UK air ambulances receive funding to assist poor weather landing operations

A London Air Ambulance helicopter flies near the Tower Bridge
Matthew Bell, CC BY-SA 3.0, via Wikimedia Commons

Emergency services in Gloucestershire, Worcestershire, Somerset, Sussex and London are to benefit from a share of more than £200,000 of funding. The purpose of the funding is to allow air ambulances to land more safely in poor weather conditions.

5 regions selected

Almondsbury Helicopter Airbase, Strensham Airbase, Henstridge Airfield, Royal Sussex County Hospital and King’s College Hospital were all selected as successful applications of the Global Navigation Satellite System (GNSS) Programme.

The programme is run by the UK Civil Aviation Authority and Department for Transport.

Funding will support their blue light landing sites to put in place new systems to allow helicopters to operate in challenging conditions that they previously would not have been able to, which will save lives in critical situations.

The GNSS Programme, in its third phase, has already provided thousands of pounds needed to deliver safety improvements.

The Programme focuses on improving flight safety by helping organisations implement new approach procedures using satellite technology, much like GPS in your car.

CAA and Ministerial comments

Rob Bishton, Group Director of Safety and Airspace Regulation at the UK Civil Aviation Authority, said:

“Emergency services will benefit from improved flight safety and increased resilience for helicopter services, which will allow landings to take place in severe weather and challenging conditions– potentially saving lives in critical situations.”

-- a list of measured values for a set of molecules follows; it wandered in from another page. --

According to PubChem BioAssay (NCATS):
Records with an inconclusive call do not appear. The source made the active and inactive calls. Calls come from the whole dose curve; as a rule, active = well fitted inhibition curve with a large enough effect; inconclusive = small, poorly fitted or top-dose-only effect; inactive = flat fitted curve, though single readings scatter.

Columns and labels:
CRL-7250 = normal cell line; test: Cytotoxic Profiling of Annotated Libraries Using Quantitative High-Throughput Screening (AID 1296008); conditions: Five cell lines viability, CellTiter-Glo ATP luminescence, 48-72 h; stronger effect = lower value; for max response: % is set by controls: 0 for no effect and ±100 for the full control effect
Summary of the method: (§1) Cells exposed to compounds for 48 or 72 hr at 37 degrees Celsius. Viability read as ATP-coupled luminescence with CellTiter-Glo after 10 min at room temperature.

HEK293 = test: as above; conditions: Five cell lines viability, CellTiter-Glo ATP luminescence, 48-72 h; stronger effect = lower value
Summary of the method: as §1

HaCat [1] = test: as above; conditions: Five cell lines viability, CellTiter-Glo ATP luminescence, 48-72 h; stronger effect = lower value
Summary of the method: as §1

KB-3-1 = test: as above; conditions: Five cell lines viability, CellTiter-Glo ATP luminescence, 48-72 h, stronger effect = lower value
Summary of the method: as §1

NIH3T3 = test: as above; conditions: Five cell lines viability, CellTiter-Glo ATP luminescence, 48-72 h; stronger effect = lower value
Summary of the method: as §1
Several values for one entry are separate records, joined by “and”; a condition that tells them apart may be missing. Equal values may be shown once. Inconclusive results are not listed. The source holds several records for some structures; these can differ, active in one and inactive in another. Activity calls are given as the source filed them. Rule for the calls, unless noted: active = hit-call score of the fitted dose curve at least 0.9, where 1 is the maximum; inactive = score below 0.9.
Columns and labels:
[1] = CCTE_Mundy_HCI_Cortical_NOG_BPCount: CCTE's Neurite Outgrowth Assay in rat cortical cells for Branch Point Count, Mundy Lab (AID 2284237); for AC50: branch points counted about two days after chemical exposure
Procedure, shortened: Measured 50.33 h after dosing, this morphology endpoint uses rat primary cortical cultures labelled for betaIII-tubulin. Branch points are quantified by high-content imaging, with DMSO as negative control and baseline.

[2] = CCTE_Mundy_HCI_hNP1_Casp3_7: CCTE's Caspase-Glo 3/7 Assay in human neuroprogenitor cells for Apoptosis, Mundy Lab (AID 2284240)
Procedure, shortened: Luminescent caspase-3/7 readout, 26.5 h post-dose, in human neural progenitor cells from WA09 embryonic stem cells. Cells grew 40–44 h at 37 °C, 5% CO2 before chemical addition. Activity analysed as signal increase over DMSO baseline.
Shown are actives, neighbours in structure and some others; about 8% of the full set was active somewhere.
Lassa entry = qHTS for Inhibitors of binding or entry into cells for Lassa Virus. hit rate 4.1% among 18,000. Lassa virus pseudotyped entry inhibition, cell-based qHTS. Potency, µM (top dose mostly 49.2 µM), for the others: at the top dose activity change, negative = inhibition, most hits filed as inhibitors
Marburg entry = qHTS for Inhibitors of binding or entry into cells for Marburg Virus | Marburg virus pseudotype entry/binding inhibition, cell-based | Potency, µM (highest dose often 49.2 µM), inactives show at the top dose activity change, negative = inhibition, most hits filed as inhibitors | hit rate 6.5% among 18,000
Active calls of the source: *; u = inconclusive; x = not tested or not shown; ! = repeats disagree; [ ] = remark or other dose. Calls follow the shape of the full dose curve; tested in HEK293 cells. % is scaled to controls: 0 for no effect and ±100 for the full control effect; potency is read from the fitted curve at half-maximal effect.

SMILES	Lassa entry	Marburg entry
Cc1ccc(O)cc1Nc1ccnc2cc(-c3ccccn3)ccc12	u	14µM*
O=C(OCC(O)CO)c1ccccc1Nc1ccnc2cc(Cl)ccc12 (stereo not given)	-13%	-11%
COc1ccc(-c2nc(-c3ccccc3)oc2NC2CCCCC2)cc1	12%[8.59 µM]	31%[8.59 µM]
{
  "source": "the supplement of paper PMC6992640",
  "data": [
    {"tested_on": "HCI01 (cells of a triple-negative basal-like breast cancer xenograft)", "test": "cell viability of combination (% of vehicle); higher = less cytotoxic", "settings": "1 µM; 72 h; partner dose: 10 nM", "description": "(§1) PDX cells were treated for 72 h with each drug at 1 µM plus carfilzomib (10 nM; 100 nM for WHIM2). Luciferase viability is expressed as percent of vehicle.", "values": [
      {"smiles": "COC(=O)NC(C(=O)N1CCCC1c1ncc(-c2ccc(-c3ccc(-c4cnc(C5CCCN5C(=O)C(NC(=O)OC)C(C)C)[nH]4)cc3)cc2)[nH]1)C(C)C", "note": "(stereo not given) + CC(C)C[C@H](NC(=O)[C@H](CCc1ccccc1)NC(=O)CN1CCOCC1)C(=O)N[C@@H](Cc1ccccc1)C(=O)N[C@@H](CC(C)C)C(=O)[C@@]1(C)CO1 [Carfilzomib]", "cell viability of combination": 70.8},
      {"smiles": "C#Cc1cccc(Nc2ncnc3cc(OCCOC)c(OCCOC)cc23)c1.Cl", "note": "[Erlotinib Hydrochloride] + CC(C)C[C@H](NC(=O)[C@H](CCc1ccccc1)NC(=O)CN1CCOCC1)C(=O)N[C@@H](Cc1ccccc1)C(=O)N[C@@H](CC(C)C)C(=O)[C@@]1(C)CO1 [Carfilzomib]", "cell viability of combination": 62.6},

“We’ll work with applicants to deliver these benefits across the UK and enable the GNSS procedures to be implemented safely and efficiently.”

Minister for Aviation, Baroness Vere, said: “The UK continues to harness the latest technologies and draw on the strengths of our space industry to boost flight safety.

“This funding will help ensure air ambulance crews in regions across the country can land in challenging conditions, so more patients receive urgent care when they need it.”

GNSS Programme

The dedicated GNSS Facilitation Team at the UK Civil Aviation Authority will also help guide sponsors and emergency service operators through the streamlined Airspace Change Process, ensuring a smooth and efficient transition to this innovative system.

The scheme received many applications for the third phase of the GNSS Programme, making the selection process highly competitive.

After careful consideration, the UK Civil Aviation Authority and Department for Transport chose to allocate resources to organisations covering five helicopter landing sites.

These are made specifically to emergency services because of the benefits it will bring to people in their surrounding communities.

The GNSS Programme has already demonstrated its ability to improve flight safety, particularly when landing in poor weather conditions.

The potential benefits are even greater as it will enable air ambulances to land safely in weather that they would not previously be able to.

About air ambulance operators

Air ambulance services in England are typically provided by charities and private companies. These services use helicopters or fixed-wing aircraft to transport patients in need of urgent medical care to hospitals or medical facilities.

Services operate in specific regions of England and provide rapid response to medical emergencies, often working closely with the local ambulance service and hospital network.

In addition to charities, several private companies also provide air ambulance services in England. These companies typically provide medical repatriation services, transporting patients back to their home country or to a medical facility of their choice.

Air ambulance services in England are often called upon to respond to emergencies such as road accidents, heart attacks, strokes, and other medical emergencies.

These services are staffed by highly trained medical professionals, including doctors and paramedics, who are equipped with advanced medical equipment and technology to provide critical care in-flight.

Most air ambulance services in England are funded by donations from the public, corporate sponsors, and other charitable organizations.

By Len Varley - Assistant Editor 5 Min Read
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